Showing @ Citizens Theatre, Glasgow until Sat 24 May @ times vary

Staged for the first time since its premiere in 1994, Stephen Jeffrey‘s The Libertine is not subtle or surprising but Dominic Hill‘s enjoyable version charms with wit and swagger, much like the man himself.

The Libertine is John Wilmot (Martin Hutson), the achingly charismatic 2nd Earl of Rochester, applauded wild child of King Charles II’s court, whose appetite for wine, women and all the extremes of pleasure is insatiable, and that’s exactly how he likes it.

Liberal swearing and enough phallic metaphors to make Freud weep, The Libertine’s commitment to Carry On style rudeness is exemplary. Although hugely pleasing, there’s a niggle that Rochester’s “extreme” behaviour should encompass more than some drunken whoring and smashing up the King’s prized sundial.

Hill’s witty direction plays expertly on The Libertine‘s preoccupation with truth and artifice. Breaking the fourth wall from the start, the cast warm-up onstage as the audience arrive, while Tom Piper’s painted-panel set gives idyllic watercolour backdrops to the action both inside and outside Johnny’s Playhouse, continually reminding us of the façade of social-acceptability that Rochester is trying so desperately to smash.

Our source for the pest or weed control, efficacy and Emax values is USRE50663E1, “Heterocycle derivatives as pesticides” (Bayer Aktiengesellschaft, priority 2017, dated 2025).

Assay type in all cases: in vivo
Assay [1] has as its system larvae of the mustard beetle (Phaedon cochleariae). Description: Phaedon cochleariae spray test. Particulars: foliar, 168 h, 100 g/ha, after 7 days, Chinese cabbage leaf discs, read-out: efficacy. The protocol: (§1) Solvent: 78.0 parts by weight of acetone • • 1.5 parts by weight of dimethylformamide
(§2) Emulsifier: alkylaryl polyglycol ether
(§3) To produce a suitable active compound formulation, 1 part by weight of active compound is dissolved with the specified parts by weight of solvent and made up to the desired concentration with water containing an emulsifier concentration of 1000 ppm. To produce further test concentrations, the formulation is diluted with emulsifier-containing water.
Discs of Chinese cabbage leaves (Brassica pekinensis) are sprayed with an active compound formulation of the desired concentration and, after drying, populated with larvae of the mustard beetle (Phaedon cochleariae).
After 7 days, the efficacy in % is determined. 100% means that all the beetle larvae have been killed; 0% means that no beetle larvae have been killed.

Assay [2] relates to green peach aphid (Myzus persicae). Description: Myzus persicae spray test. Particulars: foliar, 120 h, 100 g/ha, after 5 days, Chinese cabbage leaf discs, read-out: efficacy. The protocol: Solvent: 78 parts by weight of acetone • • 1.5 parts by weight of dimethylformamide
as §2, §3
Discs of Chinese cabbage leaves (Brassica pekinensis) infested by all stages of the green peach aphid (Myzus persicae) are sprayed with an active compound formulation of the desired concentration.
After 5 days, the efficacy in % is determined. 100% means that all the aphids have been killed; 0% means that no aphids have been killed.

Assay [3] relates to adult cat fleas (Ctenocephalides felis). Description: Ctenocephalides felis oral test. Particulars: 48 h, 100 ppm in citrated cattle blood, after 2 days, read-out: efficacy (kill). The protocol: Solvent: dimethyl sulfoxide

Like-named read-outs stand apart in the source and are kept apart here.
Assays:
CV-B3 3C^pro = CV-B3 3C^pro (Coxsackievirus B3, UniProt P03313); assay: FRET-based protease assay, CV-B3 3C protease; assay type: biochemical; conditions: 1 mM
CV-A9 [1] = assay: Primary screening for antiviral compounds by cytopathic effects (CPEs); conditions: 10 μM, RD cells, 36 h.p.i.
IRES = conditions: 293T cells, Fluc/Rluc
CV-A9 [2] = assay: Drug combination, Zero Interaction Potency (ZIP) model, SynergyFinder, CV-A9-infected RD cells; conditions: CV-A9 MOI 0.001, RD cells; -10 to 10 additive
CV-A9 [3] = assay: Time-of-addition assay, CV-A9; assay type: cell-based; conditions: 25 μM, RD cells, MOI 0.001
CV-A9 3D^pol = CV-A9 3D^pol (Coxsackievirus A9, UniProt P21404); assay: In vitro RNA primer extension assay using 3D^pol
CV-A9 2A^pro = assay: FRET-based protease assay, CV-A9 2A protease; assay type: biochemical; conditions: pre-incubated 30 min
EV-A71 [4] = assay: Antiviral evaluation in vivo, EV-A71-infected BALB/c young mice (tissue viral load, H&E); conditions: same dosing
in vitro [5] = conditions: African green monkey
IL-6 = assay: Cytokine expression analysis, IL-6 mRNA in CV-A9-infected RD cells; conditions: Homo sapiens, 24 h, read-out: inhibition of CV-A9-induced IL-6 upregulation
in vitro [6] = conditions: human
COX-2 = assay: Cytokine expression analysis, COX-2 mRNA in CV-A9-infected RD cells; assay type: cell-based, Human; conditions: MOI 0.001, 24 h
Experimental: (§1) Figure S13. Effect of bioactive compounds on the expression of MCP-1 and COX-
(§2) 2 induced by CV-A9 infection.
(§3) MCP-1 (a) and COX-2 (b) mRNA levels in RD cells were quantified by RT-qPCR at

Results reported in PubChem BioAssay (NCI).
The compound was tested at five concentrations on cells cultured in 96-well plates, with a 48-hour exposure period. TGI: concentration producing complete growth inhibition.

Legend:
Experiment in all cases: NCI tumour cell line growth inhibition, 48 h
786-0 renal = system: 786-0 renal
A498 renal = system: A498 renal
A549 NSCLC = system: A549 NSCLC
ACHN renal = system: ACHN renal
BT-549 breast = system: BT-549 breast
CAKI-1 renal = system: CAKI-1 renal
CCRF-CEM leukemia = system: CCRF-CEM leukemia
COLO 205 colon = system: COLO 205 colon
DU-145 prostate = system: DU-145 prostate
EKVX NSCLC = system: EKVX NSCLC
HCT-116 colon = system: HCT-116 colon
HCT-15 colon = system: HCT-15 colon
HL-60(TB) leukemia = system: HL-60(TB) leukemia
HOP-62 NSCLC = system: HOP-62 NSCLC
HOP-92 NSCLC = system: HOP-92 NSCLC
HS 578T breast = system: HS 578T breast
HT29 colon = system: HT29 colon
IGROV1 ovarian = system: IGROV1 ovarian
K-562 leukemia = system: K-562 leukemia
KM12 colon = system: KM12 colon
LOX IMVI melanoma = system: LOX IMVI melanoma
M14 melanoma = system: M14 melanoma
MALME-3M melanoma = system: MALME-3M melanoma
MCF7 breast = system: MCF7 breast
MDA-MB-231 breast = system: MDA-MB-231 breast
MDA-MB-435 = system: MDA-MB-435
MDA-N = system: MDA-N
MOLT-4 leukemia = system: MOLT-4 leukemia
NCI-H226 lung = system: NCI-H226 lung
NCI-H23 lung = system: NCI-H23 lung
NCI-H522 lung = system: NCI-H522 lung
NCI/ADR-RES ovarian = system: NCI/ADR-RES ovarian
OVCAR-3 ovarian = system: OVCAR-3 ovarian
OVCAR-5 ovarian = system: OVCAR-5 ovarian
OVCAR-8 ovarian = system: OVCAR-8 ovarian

Hutson revels in the role of Rochester, holding the audience’s attention with stage-filling swagger and a feral ego that fits a man committed to methodically wasting his life. However, for a person that so sneeringly rebuffs the audience’s “affection”, Hutson never quite plumbs the darkest depths of the character. In the end, when he asks coldly ‘Do you like me now?’, the audience still responds with a sheepish ‘yes’.

The supporting cast is excellent, particularly Lucianne McEvoy as Rochester’s discarded wife, whose determination to stick by her husband is by far the play’s most affecting performance. John Hodgkinson is a scene-stealing Charles II, while Andy Clark and Tony Cownie as Rochester’s drinking buddies provide belly laughs by the bucket load.

Never quite as shocking as it wants to be, The Libertine is a nevertheless a boisterous romp of a show that revels in its Restoration-era trappings and a cast of lurid characters to ensure a hugely enjoyable night out.